• A reflective practice is associated with improved leader-follower relationships and leader effectiveness (Alder, 2016; DeRue et. al., 20112; Johnson, 2020; Thomas, 2008).
  • Journaling helps leaders see and comprehend unfolding dynamics before others do and in turn act quickly to advance initiatives and solve problems (Alder, 2016).
  • Leaders who take time to reflect have a greater sense of moral consciousness, are more likely to practice ethical decision making, and lead with their morals and values (Branson, 2007; Thiel et al., 2012).
  • Leaders who practice self-reflective journaling focused on positive aspects of their leadership, experience a boost in energy, engagement, and workplace influence (Lanaj, et al., 2019).

Getting Started

Like any endeavor, journaling will be most successful if you begin with an intention and clear understanding of the commitment you will make. Consider what you hope to gain from the routine. Envision how it will help you. What types of insights are you seeking? What kind of self-discovery is most important to you? How can reflective journaling transform your leadership?

Next, consider how many days each week you will journal and how much time you will dedicate. Amazing things can happen in as little as 5 to 10 minutes several days per week. Set a realistic goal for the number of days each week you will journal and how much time you will dedicate. Make an appointment with yourself. Put it on your calendar. Honor this time like you would a scheduled meeting with a colleague or client. You will be more successful if there is consistency in your practice. It is also a great idea to pair a new habit that you are establishing with one that is stable. For example, if you drink coffee in the morning, maybe add journaling to your morning routine.

Enter into your journaling sessions with a growth mindset. Journaling is a developmental time for you. It is all about you and it is for you. The phrase “dance like nobody is watching” comes to mind. Let your writing fill the page knowing that no one, but you, will ever read it. Allow your journal to be a safe place for vulnerability and brutal honesty. The very best insights emerge when we are open and allow our thoughts and emotions to flow. Journal with the understanding that is for you and only you. There is no one to please, no impression to make, and no judgments of you.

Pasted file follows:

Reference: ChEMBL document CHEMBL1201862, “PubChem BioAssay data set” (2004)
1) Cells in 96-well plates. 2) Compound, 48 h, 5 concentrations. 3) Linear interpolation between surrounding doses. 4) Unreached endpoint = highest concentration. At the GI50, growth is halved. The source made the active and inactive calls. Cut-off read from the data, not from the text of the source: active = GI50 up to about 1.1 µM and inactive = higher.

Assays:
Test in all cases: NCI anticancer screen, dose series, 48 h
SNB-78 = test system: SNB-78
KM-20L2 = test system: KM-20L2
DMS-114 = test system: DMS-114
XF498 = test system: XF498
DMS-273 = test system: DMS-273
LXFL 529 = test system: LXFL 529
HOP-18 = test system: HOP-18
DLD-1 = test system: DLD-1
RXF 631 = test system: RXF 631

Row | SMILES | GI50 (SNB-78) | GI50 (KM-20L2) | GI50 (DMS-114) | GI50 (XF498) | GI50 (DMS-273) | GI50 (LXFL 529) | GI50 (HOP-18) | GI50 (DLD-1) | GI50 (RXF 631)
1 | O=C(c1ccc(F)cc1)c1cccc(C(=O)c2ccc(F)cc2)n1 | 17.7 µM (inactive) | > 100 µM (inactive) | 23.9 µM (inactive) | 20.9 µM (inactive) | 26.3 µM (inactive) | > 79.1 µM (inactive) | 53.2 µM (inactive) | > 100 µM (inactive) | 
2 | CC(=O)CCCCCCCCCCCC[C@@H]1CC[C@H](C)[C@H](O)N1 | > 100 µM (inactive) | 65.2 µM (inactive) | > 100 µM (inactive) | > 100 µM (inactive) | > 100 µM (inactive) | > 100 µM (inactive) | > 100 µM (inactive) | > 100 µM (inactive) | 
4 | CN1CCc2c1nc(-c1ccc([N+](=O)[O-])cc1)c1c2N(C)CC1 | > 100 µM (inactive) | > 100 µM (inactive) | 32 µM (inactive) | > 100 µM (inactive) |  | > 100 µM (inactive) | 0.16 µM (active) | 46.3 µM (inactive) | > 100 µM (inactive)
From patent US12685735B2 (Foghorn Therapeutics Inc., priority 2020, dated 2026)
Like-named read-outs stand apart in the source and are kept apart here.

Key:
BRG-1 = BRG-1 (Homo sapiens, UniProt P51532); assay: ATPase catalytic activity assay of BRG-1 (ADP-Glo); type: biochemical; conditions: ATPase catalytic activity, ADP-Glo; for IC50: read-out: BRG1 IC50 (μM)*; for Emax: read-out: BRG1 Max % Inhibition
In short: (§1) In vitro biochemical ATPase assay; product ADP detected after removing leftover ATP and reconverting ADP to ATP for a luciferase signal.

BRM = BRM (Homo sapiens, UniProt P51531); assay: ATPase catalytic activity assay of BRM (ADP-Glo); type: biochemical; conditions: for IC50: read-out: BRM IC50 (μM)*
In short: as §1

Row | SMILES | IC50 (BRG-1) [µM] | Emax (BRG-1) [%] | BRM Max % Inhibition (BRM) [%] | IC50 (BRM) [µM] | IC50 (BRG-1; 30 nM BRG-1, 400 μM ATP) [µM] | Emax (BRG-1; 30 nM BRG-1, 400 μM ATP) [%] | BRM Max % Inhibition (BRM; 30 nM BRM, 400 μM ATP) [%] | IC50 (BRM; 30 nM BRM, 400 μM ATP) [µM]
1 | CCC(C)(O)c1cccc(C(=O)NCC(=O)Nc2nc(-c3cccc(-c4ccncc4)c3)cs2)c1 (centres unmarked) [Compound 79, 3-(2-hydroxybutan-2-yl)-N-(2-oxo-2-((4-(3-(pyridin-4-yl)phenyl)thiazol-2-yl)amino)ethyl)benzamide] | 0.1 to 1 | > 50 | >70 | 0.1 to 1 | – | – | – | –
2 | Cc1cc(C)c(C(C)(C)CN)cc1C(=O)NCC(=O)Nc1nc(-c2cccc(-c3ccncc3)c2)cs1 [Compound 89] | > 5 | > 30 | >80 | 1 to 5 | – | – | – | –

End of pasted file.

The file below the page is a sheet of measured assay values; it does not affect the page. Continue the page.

Think of how you can make journaling a welcome ritual and perhaps even an anticipated retreat from your daily responsibilities.

Finally, choose your journaling tools with care. Anything works, but it might be inspiring and pleasurable to write with a pen that you love and a journal that feels special. If you prefer to use electronic devices such as a tablet, lap top, or even you phone… that works too.

Three Simple Journaling Techniques


Lists are simple and easy. They can stand alone or serve as a launching pad for subsequent journaling sessions. Lists are a great place to start if you are new to journaling. Making a list isn’t intimidating. It is familiar. We all have several lists in our lives, such as grocery lists and to-do lists.

Lists are incredibly useful when we are:

  • Organizing or clarifying thoughts
  • Sorting out connected concepts or issues
  • Looking for patterns
  • Brainstorming options
  • Prioritizing
  • Getting thoughts out quickly
  • Focusing our thoughts
  • Starting big with the goal of narrowing
  • Taking inventory
  • Getting started on a deep topic

Some Example Prompts for Each Situation:


Example Prompt